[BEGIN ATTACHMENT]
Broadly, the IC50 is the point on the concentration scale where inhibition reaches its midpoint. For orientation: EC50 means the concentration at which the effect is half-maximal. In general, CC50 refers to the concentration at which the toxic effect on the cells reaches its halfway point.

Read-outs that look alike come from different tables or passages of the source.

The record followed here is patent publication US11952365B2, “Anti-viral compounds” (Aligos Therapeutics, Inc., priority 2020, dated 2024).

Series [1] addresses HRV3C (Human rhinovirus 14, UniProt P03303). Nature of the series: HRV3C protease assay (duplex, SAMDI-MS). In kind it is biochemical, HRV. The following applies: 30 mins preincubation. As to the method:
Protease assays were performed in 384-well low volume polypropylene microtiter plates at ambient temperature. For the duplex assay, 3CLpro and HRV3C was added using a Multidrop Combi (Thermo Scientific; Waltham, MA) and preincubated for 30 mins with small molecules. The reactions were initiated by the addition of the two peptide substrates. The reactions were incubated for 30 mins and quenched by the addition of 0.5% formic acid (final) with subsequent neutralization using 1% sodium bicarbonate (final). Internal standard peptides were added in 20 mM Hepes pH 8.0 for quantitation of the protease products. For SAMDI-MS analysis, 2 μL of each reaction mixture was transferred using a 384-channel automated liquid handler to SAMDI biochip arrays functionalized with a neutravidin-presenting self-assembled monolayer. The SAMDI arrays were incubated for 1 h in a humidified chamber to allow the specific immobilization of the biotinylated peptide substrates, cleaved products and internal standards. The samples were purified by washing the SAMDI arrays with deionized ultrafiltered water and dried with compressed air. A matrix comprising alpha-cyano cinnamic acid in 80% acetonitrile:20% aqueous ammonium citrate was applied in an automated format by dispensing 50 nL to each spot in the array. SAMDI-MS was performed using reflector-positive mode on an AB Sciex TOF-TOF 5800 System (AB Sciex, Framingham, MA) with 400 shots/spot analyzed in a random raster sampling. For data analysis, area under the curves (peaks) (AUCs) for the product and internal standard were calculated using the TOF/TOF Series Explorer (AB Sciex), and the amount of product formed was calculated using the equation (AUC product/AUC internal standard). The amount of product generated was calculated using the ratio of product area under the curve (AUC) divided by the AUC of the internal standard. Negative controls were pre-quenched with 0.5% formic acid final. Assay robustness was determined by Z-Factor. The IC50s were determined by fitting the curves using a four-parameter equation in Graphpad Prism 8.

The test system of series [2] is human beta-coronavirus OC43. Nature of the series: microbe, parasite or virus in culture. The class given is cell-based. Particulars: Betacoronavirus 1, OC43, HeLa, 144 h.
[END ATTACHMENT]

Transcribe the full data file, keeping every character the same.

Broadly, the IC50 is the point on the concentration scale where inhibition reaches its midpoint. For orientation: EC50 means the concentration at which the effect is half-maximal. In general, CC50 refers to the concentration at which the toxic effect on the cells reaches its halfway point.

Read-outs that look alike come from different tables or passages of the source.

The record followed here is patent publication US11952365B2, “Anti-viral compounds” (Aligos Therapeutics, Inc., priority 2020, dated 2024).

Series [1] addresses HRV3C (Human rhinovirus 14, UniProt P03303). Nature of the series: HRV3C protease assay (duplex, SAMDI-MS). In kind it is biochemical, HRV. The following applies: 30 mins preincubation. As to the method:
Protease assays were performed in 384-well low volume polypropylene microtiter plates at ambient temperature. For the duplex assay, 3CLpro and HRV3C was added using a Multidrop Combi (Thermo Scientific; Waltham, MA) and preincubated for 30 mins with small molecules. The reactions were initiated by the addition of the two peptide substrates. The reactions were incubated for 30 mins and quenched by the addition of 0.5% formic acid (final) with subsequent neutralization using 1% sodium bicarbonate (final). Internal standard peptides were added in 20 mM Hepes pH 8.0 for quantitation of the protease products. For SAMDI-MS analysis, 2 μL of each reaction mixture was transferred using a 384-channel automated liquid handler to SAMDI biochip arrays functionalized with a neutravidin-presenting self-assembled monolayer. The SAMDI arrays were incubated for 1 h in a humidified chamber to allow the specific immobilization of the biotinylated peptide substrates, cleaved products and internal standards. The samples were purified by washing the SAMDI arrays with deionized ultrafiltered water and dried with compressed air. A matrix comprising alpha-cyano cinnamic acid in 80% acetonitrile:20% aqueous ammonium citrate was applied in an automated format by dispensing 50 nL to each spot in the array. SAMDI-MS was performed using reflector-positive mode on an AB Sciex TOF-TOF 5800 System (AB Sciex, Framingham, MA) with 400 shots/spot analyzed in a random raster sampling. For data analysis, area under the curves (peaks) (AUCs) for the product and internal standard were calculated using the TOF/TOF Series Explorer (AB Sciex), and the amount of product formed was calculated using the equation (AUC product/AUC internal standard). The amount of product generated was calculated using the ratio of product area under the curve (AUC) divided by the AUC of the internal standard. Negative controls were pre-quenched with 0.5% formic acid final. Assay robustness was determined by Z-Factor. The IC50s were determined by fitting the curves using a four-parameter equation in Graphpad Prism 8.

The test system of series [2] is human beta-coronavirus OC43. Nature of the series: microbe, parasite or virus in culture. The class given is cell-based. Particulars: Betacoronavirus 1, OC43, HeLa, 144 h.